2019 IRENA Sustainable Rural Bioenergy Solutions in Sub Saharan Africa

rural In rural areas of sub-Saharan Africa, solid bioenergy such as fuelwood, charcoal, dung and waste is the main source of energy for cooking and heating for up to 90 % of the population, or around 3 billion people (World Health Organisation [WHO], 2018). This has substantial implications for poverty alleviation as well as for environmental protection, including forests, ecosystems and biological diversity within the region.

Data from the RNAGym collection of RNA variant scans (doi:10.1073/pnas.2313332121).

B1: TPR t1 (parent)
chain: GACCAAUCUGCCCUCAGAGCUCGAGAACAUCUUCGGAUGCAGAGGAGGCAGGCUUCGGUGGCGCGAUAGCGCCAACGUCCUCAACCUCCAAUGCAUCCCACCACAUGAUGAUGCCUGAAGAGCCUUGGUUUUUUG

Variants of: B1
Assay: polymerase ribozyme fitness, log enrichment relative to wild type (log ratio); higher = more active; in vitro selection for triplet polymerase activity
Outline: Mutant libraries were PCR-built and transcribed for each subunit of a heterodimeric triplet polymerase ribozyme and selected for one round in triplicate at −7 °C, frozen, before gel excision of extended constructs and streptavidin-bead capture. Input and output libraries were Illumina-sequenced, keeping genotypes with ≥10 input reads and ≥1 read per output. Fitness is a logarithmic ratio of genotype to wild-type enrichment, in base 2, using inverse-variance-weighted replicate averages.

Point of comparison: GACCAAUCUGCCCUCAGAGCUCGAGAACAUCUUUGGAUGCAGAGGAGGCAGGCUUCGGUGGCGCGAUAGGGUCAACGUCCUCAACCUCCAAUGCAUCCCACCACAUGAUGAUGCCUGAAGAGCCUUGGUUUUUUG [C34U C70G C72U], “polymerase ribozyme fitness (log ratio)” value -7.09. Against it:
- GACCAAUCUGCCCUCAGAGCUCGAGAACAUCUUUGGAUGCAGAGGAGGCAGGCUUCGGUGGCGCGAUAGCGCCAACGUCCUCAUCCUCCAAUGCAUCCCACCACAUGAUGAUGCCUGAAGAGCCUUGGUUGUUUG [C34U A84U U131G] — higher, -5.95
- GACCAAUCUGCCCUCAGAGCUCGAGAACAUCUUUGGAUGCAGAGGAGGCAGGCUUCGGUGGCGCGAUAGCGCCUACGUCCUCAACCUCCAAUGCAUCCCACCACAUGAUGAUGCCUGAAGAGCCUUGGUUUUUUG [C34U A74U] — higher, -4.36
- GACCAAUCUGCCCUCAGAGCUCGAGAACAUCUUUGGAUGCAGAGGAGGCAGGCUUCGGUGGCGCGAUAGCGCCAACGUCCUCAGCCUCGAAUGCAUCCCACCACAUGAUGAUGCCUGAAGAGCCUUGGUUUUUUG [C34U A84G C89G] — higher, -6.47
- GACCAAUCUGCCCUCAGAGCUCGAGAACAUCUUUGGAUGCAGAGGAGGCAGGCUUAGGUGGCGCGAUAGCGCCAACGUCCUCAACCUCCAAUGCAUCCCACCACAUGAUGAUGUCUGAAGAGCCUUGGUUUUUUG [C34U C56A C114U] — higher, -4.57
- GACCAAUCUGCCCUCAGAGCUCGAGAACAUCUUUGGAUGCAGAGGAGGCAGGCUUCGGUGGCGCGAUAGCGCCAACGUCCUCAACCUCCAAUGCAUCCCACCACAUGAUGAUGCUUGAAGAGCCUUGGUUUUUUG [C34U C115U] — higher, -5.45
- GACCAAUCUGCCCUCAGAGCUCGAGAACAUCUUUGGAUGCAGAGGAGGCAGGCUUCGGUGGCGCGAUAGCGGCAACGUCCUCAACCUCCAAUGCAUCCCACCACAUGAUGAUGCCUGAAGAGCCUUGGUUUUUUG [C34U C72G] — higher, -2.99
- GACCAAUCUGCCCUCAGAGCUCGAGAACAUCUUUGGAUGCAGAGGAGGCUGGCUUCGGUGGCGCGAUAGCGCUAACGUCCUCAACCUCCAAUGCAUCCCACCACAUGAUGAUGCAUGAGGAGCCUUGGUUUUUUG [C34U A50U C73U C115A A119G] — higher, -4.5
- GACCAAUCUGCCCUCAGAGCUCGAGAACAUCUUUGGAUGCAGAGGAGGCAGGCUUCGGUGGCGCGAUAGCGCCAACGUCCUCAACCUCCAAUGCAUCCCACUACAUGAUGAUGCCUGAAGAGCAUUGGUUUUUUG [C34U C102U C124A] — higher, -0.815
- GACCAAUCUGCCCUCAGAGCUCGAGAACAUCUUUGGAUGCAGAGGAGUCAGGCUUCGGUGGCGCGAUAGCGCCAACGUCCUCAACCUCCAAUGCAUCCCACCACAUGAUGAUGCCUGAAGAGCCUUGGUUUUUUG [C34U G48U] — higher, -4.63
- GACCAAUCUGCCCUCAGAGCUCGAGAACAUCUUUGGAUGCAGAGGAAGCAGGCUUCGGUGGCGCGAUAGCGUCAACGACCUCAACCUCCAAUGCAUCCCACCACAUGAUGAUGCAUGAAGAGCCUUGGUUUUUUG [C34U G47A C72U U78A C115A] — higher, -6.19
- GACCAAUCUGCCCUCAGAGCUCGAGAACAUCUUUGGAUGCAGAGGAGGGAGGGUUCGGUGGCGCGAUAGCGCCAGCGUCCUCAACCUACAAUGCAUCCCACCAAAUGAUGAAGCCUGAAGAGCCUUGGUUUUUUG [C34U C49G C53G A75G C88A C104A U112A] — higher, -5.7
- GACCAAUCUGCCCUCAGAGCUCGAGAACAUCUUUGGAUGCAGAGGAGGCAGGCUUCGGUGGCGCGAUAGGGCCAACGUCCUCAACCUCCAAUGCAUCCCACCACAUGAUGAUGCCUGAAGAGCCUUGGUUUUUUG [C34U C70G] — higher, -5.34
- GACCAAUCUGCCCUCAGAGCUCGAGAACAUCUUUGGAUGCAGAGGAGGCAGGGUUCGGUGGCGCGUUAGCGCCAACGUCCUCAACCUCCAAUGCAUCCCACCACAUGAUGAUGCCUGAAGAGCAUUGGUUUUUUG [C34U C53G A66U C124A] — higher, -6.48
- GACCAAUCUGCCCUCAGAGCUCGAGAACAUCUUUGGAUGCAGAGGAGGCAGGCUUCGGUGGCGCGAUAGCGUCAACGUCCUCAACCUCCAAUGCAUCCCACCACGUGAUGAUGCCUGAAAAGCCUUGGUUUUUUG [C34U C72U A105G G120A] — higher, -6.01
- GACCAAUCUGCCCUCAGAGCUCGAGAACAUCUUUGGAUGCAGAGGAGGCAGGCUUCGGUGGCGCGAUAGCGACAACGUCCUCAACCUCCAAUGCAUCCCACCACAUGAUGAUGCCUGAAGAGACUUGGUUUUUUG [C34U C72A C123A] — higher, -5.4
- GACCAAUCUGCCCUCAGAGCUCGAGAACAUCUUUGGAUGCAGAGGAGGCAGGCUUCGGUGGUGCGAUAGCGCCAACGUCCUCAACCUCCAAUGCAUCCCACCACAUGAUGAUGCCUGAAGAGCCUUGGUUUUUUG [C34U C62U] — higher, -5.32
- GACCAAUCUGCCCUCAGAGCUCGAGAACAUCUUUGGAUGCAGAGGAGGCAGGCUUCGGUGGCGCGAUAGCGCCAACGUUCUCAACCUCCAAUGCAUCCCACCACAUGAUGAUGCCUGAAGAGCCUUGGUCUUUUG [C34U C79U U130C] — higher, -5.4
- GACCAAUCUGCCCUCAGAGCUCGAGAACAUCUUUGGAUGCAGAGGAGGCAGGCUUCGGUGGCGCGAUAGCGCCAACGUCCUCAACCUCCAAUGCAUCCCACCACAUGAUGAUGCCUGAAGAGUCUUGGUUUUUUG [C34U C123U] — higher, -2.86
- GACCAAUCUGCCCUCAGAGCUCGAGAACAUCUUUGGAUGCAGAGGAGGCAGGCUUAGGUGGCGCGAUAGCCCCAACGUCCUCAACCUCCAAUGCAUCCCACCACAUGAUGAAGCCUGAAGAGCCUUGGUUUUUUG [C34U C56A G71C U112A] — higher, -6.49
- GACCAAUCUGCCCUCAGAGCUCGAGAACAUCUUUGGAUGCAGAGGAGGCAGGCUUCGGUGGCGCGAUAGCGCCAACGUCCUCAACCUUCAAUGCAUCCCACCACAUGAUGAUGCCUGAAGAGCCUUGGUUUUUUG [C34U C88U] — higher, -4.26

Various innovative technologies and tools to produce and distribute renewable bioenergy, which promote the sustainable use of locally available resources without disrupting food and water supply, are affordable and efficient have been emerging within the region. Information focused on three themes – sustainable rural biomass supply, biomass-to-energy innovations and tools for enhanced bioenergy sustainability – was collected by the International Renewable Energy Agency (IRENA) through a “Call for Good Practice” from May to August 2017. This publication gathers together these good practices and others to form a sound knowledge base. It highlights concepts and practices useful for policy makers and development practitioners, including private-sector actors, non-governmental organisations (NGOs), researchers, extension officers and facilitators on the ground in sub-Saharan Africa. It covers three issues: sustainable rural biomass supply, biomass-to-energy innovations, and tools to enhance bioenergy sustainability.